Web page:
Aside from the obvious victims of clerical sexual abuse scandals afflicting the Catholic Church are those victims who get far less press but have been violated all the same: falsely accused priests.
William Donohue, a noted authority on clerical sexual abuse who leads the Catholic League for Religious and Civil Rights, pointed out that "prior to 1985, it was the parents of the abused who reported molestation." Since then, most accusations come from adults who say they were abused as children. Along with the rise of self-reporting has been an increase in false accusations. In the court of public opinion, being branded with that scarlet letter more often than not means you are presumed guilty until proven innocent.
Take the case of Irish priest Father Kevin Reynolds, who supposedly raped and impregnated a 13-year-old girl during his missionary work in Kenya. Irish national television network RTE broadcast the story as fact in 2011, based only on the accusation of the alleged victim who claimed that her daughter was his child. Father Reynolds' bishop immediately removed him from his parish, even though the Kenyan bishop under whom Reynolds had served reported that the priest had a spotless record, and Reynolds himself volunteered to take a paternity test. After two independent DNA tests proved that Reynolds was not the father, the network issued a public apology and settled a defamation case brought by the priest for more than U.S. $1 million. But the damage is done because Reynolds will forevermore wear a scarlet letter — except now his "A" stands for "accused and acquitted" rather than "abuser."
In a way, Reynolds was fortunate because he was able to verifiably clear his name with a paternity test. Others do not have as clear a defense and therefore suffer even more than he. Father Gordon MacRae has been in a New Hampshire prison for nearly 24 years, serving a life sentence for alleged crimes of sexual abuse. "Brought with no evidence or corroboration whatsoever, the claims were accompanied by monetary demands which his diocese settled for hundreds of thousands of dollars despite evidence of fraud." This quote from the award-winning blog These Stone Walls, funded by Friends of Father Gordon MacRae. This priest has maintained his innocence through the years despite overwhelmingly tempting motives for admitting guilt. "Had he accepted one of several well documented pre-trial 'plea deals' offered by the State, he could have left prison after one year."
Pulitzer Prize winner Dorothy Rabinowitz of the Wall Street Journal Editorial Board wrote of Father MacRae, "Those aware of the facts of this case find it hard to imagine that any court today would ignore the perversion of justice it represents."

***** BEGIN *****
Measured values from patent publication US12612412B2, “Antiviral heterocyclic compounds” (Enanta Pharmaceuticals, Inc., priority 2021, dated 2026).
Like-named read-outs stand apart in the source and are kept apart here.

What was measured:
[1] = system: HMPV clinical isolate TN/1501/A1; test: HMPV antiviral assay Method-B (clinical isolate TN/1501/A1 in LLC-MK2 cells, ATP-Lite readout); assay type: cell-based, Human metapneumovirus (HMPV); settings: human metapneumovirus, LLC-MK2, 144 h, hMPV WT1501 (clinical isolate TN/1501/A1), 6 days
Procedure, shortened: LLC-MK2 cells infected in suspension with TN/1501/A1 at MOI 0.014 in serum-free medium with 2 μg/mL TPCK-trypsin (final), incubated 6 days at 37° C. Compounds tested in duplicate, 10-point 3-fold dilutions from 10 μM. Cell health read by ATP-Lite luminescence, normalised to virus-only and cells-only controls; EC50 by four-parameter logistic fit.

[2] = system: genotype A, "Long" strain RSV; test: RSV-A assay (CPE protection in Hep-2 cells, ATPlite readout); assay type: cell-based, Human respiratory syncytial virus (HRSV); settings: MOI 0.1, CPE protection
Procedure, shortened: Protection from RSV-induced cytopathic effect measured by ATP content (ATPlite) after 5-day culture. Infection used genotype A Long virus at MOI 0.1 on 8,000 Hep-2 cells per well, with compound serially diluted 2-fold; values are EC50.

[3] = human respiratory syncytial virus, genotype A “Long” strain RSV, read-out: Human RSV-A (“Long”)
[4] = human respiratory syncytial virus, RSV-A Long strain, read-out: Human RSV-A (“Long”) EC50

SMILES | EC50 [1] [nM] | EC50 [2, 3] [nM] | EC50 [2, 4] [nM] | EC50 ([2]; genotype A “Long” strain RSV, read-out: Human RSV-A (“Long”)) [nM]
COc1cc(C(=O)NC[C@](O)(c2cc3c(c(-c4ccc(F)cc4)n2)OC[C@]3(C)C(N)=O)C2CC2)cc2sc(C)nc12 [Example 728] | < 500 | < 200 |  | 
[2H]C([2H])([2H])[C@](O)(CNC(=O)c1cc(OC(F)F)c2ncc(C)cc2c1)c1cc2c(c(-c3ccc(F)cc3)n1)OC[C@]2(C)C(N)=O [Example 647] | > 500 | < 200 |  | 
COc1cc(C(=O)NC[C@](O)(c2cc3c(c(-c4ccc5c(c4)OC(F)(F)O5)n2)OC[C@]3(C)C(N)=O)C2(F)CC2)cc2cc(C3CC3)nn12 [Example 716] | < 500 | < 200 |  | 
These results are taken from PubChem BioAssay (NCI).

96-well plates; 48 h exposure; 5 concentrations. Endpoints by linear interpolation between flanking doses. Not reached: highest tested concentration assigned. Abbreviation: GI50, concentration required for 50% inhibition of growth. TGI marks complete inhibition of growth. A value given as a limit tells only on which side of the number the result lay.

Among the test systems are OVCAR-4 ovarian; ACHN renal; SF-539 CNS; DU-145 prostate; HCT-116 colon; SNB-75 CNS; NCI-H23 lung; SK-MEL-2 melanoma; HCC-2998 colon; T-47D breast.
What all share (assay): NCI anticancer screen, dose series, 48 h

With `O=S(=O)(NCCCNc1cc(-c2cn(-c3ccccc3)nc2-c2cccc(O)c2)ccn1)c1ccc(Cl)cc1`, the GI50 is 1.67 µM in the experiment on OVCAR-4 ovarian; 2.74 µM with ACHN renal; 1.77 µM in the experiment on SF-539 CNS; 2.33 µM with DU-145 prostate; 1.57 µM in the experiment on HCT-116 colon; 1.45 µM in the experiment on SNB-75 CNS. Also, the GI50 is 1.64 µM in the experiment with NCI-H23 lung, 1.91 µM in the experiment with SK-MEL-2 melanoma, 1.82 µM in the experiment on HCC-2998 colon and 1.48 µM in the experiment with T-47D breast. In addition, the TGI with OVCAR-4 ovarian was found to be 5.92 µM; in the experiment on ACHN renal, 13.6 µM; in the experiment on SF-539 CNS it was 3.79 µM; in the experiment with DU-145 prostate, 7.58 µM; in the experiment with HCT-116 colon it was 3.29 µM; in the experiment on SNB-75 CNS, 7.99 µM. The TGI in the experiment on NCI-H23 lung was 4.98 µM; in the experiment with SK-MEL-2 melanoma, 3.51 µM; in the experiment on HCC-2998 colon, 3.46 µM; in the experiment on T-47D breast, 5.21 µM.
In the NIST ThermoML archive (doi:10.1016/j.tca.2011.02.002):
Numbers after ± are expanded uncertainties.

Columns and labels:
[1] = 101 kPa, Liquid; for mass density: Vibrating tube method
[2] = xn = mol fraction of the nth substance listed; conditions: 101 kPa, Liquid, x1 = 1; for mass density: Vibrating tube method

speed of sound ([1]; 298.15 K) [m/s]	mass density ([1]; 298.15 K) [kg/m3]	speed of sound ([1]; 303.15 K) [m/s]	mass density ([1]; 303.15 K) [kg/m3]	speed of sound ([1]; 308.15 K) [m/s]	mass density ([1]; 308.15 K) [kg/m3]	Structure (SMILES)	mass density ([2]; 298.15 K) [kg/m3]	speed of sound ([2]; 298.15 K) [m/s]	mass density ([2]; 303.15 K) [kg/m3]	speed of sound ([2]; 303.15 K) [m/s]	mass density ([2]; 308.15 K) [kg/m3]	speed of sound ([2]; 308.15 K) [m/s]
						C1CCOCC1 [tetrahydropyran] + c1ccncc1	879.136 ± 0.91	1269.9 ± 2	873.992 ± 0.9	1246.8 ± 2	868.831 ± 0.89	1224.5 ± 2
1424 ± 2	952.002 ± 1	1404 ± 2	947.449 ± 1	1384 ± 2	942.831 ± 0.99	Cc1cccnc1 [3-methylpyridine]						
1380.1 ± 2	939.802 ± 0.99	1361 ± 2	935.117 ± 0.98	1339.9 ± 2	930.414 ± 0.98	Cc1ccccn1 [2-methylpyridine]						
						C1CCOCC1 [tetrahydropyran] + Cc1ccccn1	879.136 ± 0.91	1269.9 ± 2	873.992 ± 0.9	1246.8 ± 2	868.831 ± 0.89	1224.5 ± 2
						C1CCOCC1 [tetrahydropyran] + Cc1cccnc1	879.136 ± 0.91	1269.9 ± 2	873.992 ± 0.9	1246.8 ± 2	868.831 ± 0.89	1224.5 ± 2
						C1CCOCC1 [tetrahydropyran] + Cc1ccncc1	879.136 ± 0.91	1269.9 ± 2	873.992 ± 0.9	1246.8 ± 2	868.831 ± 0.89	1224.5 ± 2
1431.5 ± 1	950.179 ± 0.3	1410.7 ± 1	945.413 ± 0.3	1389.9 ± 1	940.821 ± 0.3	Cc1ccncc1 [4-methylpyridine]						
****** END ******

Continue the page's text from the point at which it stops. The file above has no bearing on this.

Father Bob Poandl is another priest fighting from behind prison bars to overturn his conviction in federal court for sexual activity with a minor — a single accusation against a priest with an otherwise spotless record. "Imagine trying to defend yourself from the viewpoint of being innocent.... It is almost impossible given the current environment," said Joe Maher, president of Detroit-based Opus Bono Sacerdotii (Work for the Good of the Priesthood), as quoted by Channel 9 WCPO Cincinnati. "It's almost as if anyone who makes an accusation against a priest — no matter how long ago, 10, 20, 30, 40 years — they are immediately guilty in the court of public opinion. And the court of public opinion matters because that's where you draw your jury selection from." Maher co-founded Opus Bono Sacerdotii in 2002 after his own parish priest was accused and later acquitted of rape charges.
"I understand why people, including clergy, take their own lives in situations like that," Father Tim Hazelwood told the Irish Times. His bishop forced him from his parish and from public ministry when a young man accused him of rape in 2010. Six years later, the terror ended when his accuser signed a retraction, admitting he had lied. Father Hazelwood publicly forgave the man and even begged the High Court's mercy, expressing his desire to forgive as Christ had done when He was falsely accused. But the priest sympathizes with those in similar circumstances. "You don't know where to turn," he explained. "The shame is a huge thing. Shame, helplessness, and powerlessness. How can you prove it's not true?"
The important lesson in these stories is that, though sexual abuse certainly does happen, not every accusation is gospel truth. In the face of the truly alarming Pennsylvania grand jury report, it is worth remembering the aftermath of the 2002 clerical abuse scandal uncovered by the Boston Globe. Media watchdog Dave Pierre of NewsBusters.org told the Catholic World Report that a review of all cases investigated revealed "the sobering figure that one third of accused priests in the Archdiocese of Boston were accused falsely."